15 March 2018

Significant changes to ‘smash and grab’ adjudications

If it looks like a pay less notice, and is referenced like a pay less notice, chances are it is a pay less notice …

For contractors who understand and implement their JCT payment notices, the ‘smash and grab’ adjudication has proved a useful tool for obtaining full payment on an interim application; it is not so popular with employers who may have to pay what they consider to be an inflated sum and then wait for the final account process to even up the balance. However, following the recent case of Grove Developments Limited v S&T (UK) Limited, the employer now has the opportunity to reclaim overpayment at a much earlier stage in proceedings.

Previous cases decided that if a payment and/or a pay less notice was found to be deficient, and an adjudicator found in favour of the contractor in respect of an interim payment application, then the employer was obliged to pay the amount “stated to be due” by the contractor in its application for payment, even if it was in excess of the true value of the works. Furthermore, the employer was not entitled to bring an adjudication as to the true value of the interim application

In this case, S&T made an interim payment application for £14m in respect of a hotel project near Heathrow Terminal 4. It attached to the application its calculations in a spreadsheet in support of the amount claimed. The employer, Grove, then sent to S&T a late (and therefore invalid) payment notice, together with an amended version of the S&T spreadsheet which showed the basis of calculation showing that £1.4m was due (a difference of £12.6m).

Five days later, Grove served a pay less notice in which it referred to its previous spreadsheet valuation in its payment notice (and also deducted liquidated damages so that it showed no payment was due) but did not provide a further copy of the spreadsheet. S&T commenced an adjudication against Grove on the basis that the pay less notice was invalid as it did not have the spreadsheet showing the valuation attached to it and that a mere reference to it was insufficient. The adjudicator agreed with S&T’s case, meaning that S&T should be paid the “sum stated to be due”, the £14m it was claiming.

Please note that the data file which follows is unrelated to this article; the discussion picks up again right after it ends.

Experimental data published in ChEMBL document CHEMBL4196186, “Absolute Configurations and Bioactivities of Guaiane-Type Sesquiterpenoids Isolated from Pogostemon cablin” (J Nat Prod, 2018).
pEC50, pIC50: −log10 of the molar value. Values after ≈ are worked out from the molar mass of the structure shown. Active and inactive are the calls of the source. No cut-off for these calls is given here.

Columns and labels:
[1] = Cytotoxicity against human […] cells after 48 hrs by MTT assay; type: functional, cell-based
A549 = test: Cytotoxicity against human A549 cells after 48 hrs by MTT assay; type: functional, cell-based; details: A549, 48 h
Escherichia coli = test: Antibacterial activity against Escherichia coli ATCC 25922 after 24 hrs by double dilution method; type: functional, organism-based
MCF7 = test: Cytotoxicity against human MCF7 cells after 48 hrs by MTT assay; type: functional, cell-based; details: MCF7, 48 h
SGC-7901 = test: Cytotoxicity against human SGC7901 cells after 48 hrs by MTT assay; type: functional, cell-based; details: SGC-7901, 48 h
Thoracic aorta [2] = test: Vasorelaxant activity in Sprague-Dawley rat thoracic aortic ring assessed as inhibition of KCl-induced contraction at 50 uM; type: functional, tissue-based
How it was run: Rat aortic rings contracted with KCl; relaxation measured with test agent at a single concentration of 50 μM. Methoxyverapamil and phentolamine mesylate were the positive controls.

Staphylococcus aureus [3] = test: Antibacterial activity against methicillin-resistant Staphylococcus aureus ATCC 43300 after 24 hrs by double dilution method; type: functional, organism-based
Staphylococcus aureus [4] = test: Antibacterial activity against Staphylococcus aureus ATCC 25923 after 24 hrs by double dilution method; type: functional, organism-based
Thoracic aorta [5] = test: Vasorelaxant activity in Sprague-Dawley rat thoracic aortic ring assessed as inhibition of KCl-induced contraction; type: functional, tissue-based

Unsurprisingly, Grove challenged the adjudicator’s decision in the Technology and Construction Court (TCC) and Coulson J took the view that the pay less notice was valid as it clearly referenced the previously submitted valuation and that “…On the facts of this case, the reasonable recipient would have known precisely what sum was being deducted and the basis of its calculation.”

However, Grove also argued that, following payment of the sum stated as due, the employer should be able to commence an adjudication as to the ‘true’ value of the interim application. This argument ran contrary to several earlier TCC cases, including the Seevic College case which in essence decided that one cannot adjudicate as to the value of an interim application (as opposed to a final account) where an adjudicator has decided that the sum stated to be due in the interim application is payable on the basis of an employer’s failure to issue a valid payment notice or pay less notice.